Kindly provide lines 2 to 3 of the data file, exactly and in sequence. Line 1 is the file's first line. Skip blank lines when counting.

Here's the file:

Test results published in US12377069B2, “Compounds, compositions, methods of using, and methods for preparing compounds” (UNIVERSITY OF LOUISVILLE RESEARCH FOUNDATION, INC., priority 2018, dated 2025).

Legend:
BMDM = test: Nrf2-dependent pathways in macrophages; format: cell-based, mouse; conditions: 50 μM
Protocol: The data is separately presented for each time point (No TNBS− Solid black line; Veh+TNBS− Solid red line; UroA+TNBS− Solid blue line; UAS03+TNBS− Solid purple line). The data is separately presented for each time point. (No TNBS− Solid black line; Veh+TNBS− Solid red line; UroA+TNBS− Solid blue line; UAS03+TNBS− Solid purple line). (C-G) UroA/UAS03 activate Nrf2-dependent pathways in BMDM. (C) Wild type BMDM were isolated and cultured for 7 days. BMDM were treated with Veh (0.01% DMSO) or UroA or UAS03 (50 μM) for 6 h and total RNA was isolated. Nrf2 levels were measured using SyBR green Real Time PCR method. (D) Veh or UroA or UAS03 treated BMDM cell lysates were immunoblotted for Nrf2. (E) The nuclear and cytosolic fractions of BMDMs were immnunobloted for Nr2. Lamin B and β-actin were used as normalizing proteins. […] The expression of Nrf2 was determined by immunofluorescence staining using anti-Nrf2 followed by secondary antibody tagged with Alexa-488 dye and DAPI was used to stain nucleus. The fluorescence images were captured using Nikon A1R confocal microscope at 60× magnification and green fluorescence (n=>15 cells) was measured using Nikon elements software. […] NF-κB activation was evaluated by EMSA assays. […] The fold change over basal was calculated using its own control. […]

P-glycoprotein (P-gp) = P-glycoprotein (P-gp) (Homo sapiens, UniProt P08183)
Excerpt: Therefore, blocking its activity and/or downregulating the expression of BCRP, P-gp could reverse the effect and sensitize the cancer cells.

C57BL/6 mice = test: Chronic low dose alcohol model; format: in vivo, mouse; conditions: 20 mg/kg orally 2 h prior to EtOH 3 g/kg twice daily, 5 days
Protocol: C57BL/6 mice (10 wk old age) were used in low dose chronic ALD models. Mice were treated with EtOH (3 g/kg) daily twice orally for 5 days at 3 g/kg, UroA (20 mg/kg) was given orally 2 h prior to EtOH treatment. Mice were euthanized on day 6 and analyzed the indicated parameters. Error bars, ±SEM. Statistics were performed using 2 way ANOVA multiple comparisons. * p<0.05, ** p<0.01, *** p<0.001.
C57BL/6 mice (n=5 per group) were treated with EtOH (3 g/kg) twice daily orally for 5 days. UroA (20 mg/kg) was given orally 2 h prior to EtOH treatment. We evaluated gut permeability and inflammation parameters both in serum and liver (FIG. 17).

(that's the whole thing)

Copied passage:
Legend:
BMDM = test: Nrf2-dependent pathways in macrophages; format: cell-based, mouse; conditions: 50 μM